Lorado Taft and Eagle's Nest Colony, Oregon, IL
The Eagle's Nest Art Colony was started by a group in 1898, when a group of artists associated with the Chicago Art institute leased land on the bluff overlooking the Rock River on the east bank. This group of artists with painters, sculptors, writers, poets and musicians established summer homes there and continued to meet in summers until 1942, when the lease was terminated with the death of the last surviving original member. Lorado Taft was among the founding members of the Eagle's Nest Colony.  The maquette of many of the sculptures made by artists at eagle's Nest Colony are the Oregon Public Library.

Oregon Public Library
The building was built by Chicago architectural firm of Pond and Pond, and has characteristics of Arts and Crafts Movement.  The Oregon Public Library was added to the US National Register of Historic Places on May 9, 2003. The second floor of the lirary building has a gallery with artworks by members of the Eagle's Nest Colony.

The Oregon Public Library's Eagle's Nest Colony Art Collection

Maquette for "Blind " - by Lorado Taft
This is one of Taft's most impressive symbolic sculptures. It was inspired by Maeterlinck's tragic drama, "The Blind". The piece portrays the moment when the group realizes that the baby in the middle can see and lead the group to safety.

American Indian - by Lorado Taft
Working model for Taft's 50-foot sculpture"The Eternal Indian".

"Aspiration" -  by Lorado Taft.
said to be Taft's final statue.
Photographs of the studio at the time of the artist's death shows this sculpture.

Baby Marguerite - by Leonard Crunelle
Bronze cast from original, which was in marble.
Lenonard Crunelle, another of my favourite Chicago sculptors, was doscovered by Lorado Taft. This piece portray's Crunelle's baby daughter.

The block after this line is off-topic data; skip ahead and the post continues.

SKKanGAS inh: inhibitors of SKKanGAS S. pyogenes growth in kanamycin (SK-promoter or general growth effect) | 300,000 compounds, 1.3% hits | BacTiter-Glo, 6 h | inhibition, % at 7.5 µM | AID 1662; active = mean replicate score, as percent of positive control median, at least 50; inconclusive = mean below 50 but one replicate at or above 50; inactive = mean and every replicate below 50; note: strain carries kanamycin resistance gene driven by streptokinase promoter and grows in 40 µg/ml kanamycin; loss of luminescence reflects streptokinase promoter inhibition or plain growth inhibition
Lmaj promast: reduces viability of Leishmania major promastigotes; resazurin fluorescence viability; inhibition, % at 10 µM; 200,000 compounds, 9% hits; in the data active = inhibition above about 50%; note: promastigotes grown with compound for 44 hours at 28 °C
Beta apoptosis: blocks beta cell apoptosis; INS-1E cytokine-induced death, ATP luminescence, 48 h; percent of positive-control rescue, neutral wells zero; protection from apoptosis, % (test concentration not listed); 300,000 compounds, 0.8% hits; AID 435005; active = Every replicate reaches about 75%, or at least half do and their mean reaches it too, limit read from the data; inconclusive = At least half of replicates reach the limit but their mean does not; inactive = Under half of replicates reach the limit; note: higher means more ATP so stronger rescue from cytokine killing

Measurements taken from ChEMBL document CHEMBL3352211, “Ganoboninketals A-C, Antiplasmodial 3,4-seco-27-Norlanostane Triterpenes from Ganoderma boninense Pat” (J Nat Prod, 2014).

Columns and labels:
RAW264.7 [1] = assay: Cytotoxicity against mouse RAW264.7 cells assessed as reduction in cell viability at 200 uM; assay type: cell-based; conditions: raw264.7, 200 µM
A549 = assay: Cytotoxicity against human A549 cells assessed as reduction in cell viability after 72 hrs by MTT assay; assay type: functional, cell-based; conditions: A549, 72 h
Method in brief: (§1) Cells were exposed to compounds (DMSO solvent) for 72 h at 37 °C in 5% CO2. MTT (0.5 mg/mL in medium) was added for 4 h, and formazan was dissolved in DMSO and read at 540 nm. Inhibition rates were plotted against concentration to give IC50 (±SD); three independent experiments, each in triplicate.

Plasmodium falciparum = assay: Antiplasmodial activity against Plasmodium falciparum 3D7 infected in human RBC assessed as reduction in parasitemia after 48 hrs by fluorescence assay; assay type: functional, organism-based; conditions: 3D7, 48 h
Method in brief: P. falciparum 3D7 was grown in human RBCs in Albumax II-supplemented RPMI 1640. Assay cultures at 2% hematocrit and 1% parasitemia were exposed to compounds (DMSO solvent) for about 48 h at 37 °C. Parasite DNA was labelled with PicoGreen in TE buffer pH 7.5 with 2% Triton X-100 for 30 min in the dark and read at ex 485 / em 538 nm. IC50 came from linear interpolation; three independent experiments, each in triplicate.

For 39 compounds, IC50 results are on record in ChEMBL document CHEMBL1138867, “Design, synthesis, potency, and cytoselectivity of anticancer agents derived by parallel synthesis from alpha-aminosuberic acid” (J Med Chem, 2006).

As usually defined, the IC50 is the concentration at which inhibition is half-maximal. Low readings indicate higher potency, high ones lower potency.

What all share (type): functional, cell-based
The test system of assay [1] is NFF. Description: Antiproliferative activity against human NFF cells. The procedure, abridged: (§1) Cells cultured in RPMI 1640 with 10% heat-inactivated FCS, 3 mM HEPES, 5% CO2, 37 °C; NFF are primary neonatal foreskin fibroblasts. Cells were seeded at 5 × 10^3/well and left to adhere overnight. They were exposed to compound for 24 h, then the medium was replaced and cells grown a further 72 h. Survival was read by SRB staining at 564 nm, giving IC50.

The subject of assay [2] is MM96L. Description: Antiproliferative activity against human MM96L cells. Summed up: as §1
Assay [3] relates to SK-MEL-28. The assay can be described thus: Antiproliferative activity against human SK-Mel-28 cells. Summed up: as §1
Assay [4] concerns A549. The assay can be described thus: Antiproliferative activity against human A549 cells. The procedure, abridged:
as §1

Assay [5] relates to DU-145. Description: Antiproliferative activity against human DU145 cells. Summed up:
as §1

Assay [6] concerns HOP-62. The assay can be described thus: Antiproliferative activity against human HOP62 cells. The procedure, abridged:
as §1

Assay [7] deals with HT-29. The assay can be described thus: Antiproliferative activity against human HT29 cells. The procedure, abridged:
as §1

Chief Keokuk - by Nellie Verne Walker
Painted plaster
This may have been the working model for the Chief Keokuk Memorial in Keokuk, Iowa.

Tiger - by Antonio Louis Barye

In Memory of Gladys Keebler..
 Children Librarian 1982 - 2007.
"She loved children and reading books".

Here comes the Lion. He is tired and sleepy. He goes to sleep under a tree.
A little Mouse comes.  He runs up the Lion. The Lion wakes up. He is angry.

Eagle's Nest Tree Railing - Hand forged iron by Neil Anderson.
Artist in Residence 1978.

Some other highlights of the trip ..

"Paths of Conviction, Footsteps of Fate" by oregon local artist Jeff Adams.
This sculpture is a reflection on the personal conviction, struggle and fate shared by Lincoln and Black Hawk. No other relationship is intended.. For more, click here.. click here..

Making Hay - by David Ingebritson

Making Hay  is a paart of  Oregon's Community Art Legacy's program "Ten in Ten".. with the purpose of installing "ten sculptures in ten yers" in the Oregon area.
So far 7 sculptures have been installed, and we saw 6 of these..
For images of these sculptures, click on the link..Oregon Sculpture Trail [Community Art Legacy's program Ten in Ten].. click here.. 

Painted Tipis "Coming of the Corn" - by Stasha Hayes
More on the Tipis will continue

Part I: Lorado Taft   click here...
Part II: Jeff Adam's, "Paths of Conviction: Footsteps of Faith"..  click here...
Part III: Community Art Legacy with "Ten in Ten" program .. click here...
Part IV: Oregon Trail of painted Tipis